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Lien Information

This information is provided for informational purposes only. It should not be considered to be legal advice. The LCB strongly advises you to consult an attorney for specific legal advice on filing or enforcing liens.

Contractors needing assistance providing notices, filing liens, or obtaining lien priority, should consult an attorney. Some attorneys specialize in construction law and may offer classes or publications relating to liens. To find a construction law attorney, contractors may contact construction industry associations, or the Oregon State Bar Attorney Referral Service at 1-800-452-7636 or www.osbar.org/public.

What is a construction lien?

Construction liens have been a part of Oregon’s law for over 100 years. Under this law, anyone who constructs improvements to property, supplies materials, rents equipment, or provides services for improvements has a right to collect payment from the property if they are not paid. If the contractor is not paid or does not pay the subcontractors, laborers, material suppliers, or equipment rental companies, those persons may claim a lien against the property.

What is the purpose of the construction lien law?

The purpose of the law is to ensure that people are paid for value that they add to someone’s property. A bank can reclaim a car if payments are not made. Work done to real estate, however, is permanent and cannot be reclaimed. The lien laws protect those persons working on the property who do not have a contract directly with the property owner (who contracted only with the general contractor).A construction lien is a claim upon property for money owed to a contractor, material supplier or anyone who supplied labor or materials for improvements to the property.

Required notices

Information Notice to Owner about Construction Liens

If a contractor fails to deliver the notice as required under the law, the contractor loses the right to claim a lien against the property. The notice must be given if the construction contract is for more than $2,000 or when the job charges go over $2,000. If the contractor fails to provide it to the property owner, the contractor loses lien rights. Note: “residential property” may include property not occupied by the owner.

The LCB does not regulate liens. LCB licensees that wish to have lien access must use forms supplied by the CCB.

Notice of Right to a Lien

Subcontractors, employees, material suppliers, and equipment rental companies usually must provide a Notice of Right to a Lien to property owners in order to claim a valid lien if they are not paid. A Notice of Right to a Lien lets the property owner know of the possibility that a lien could be placed on their property by subcontractors, employees, material suppliers, and equipment rental companies who are not paid.

Who sends what notice to property owners?

  • If you contract directly with an owner of residential property, you must provide the Information Notice to Owner about Construction Liens.
  • If you have no direct contract with an owner of property, and you wish to have a right to file a lien, you must send a Notice of Right to a Lien to the property owner. There are some exceptions.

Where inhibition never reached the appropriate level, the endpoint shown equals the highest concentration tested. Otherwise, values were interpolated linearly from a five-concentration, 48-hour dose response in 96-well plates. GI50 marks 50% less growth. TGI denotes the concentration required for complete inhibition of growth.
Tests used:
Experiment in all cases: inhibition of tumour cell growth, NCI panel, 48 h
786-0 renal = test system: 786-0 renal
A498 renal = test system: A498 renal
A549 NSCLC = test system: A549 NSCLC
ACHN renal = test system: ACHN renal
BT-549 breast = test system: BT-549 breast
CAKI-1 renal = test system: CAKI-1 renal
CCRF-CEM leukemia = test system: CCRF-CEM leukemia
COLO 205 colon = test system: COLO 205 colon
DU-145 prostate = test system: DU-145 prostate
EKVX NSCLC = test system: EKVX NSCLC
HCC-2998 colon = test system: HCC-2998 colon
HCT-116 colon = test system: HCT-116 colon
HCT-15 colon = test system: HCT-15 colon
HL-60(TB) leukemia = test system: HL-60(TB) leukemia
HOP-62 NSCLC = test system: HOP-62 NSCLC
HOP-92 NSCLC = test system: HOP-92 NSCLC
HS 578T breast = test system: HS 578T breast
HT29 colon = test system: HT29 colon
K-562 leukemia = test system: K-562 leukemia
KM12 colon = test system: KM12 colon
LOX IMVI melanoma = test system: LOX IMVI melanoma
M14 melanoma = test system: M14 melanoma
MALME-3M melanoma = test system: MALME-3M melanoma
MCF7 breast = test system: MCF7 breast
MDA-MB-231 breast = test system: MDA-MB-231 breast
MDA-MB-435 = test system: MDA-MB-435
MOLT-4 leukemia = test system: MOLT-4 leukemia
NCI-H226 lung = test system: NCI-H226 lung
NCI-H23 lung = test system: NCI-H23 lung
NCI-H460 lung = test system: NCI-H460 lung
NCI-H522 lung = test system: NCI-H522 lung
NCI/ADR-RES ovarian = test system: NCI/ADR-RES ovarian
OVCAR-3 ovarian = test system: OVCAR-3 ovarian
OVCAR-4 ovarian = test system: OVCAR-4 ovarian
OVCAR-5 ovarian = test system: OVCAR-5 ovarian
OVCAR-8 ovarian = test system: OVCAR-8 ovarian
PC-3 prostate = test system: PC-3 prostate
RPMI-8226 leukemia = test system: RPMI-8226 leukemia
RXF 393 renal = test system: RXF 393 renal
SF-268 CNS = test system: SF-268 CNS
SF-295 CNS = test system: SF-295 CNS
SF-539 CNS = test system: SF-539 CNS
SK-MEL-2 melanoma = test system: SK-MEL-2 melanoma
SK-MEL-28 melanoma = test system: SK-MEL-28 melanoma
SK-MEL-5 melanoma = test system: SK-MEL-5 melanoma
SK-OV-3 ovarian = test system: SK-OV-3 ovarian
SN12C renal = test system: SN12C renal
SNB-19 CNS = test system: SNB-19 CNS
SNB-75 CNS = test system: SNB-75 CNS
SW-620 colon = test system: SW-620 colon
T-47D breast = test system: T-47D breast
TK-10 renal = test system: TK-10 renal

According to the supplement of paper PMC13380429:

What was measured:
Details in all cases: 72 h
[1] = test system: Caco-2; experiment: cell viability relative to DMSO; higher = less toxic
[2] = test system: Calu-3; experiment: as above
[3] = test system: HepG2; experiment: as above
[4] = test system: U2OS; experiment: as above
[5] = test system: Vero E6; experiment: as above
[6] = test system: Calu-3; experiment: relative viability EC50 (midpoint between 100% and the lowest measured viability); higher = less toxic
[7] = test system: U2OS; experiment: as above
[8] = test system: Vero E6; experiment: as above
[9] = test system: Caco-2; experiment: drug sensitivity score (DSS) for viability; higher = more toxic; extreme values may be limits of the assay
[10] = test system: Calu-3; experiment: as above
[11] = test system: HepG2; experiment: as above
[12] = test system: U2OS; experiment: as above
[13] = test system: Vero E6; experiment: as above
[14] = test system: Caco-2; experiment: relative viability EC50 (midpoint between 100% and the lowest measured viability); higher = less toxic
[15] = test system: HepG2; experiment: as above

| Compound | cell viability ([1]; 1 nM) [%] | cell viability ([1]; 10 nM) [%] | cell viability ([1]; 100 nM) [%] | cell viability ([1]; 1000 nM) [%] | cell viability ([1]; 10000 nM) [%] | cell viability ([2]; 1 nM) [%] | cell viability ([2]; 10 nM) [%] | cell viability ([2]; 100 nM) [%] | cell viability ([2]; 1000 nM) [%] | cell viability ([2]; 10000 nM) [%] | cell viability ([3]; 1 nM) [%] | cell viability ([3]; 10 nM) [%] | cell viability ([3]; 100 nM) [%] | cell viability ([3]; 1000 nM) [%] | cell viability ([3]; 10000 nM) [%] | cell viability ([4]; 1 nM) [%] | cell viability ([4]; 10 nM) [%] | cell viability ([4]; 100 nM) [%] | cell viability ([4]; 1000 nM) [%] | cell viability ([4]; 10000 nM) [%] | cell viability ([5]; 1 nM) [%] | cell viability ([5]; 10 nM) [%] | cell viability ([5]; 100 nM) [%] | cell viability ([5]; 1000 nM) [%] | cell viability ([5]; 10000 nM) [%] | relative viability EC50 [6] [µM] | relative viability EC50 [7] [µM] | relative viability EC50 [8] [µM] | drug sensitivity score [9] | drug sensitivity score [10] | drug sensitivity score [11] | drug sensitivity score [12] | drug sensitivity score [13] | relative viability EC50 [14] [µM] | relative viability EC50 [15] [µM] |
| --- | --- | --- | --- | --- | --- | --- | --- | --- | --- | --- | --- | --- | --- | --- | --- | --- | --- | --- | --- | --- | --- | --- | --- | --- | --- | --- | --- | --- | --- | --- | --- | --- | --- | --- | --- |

Where can I get copies of the Information Notice to Owner About Construction Liens?

Licensed contractors may download and print copies from the CCB website, or call the CCB and request a copy. LCB licensees must use these forms.

Filing liens

How do I go about filing a lien?

Consult an attorney. A lien involves a notary, legal description, recording fee, several deadlines, and extensive paperwork. If anything in the process is not done correctly, the lien may be invalid, or you could lose your right to collect attorney fees should you have to foreclose on the lien.

What is the deadline for filing a lien? What if I file the lien after that deadline?

You have 75 days to file a lien from:
  • The date you last worked or delivered materials to the property, or
  • The date of substantial completion of the construction, whichever date came first.
The lien will be invalid and cannot be enforced if it is filed more than 75 days after the above dates.

The requirements for pursuing a lien are so strict. Why?

Foreclosure of a lien is a serious matter – someone can lose his or her property. The strict requirements are intended to prevent abuses which may result in homeowners having to pay twice for the same materials, equipment, services, or labor.

Where are liens filed?

Liens are filed with the recording officer of the county where the work was performed.

What are the most important things for a contractor to do in order to file a valid residential lien?

  • The contractor must be licensed with the LCB, and
  • The contractor must give the property owner an Information Notice to Owner About Construction Liens if it is required, and
  • The lien must be filed within 75 days of the last day labor was provided or materials furnished.

What is important for a subcontractor, material supplier, or equipment rental company to do in order to file a valid residential lien claim?

Send the Notice of Right to a Lien by registered or certified mail, or deliver it in person within eight working days of starting the work or providing the materials or equipment. 

Where can I get more information about Oregon’s lien laws?

You may wish to contact an attorney or review Oregon’s Lien Law, found in ORS Chapter 87.

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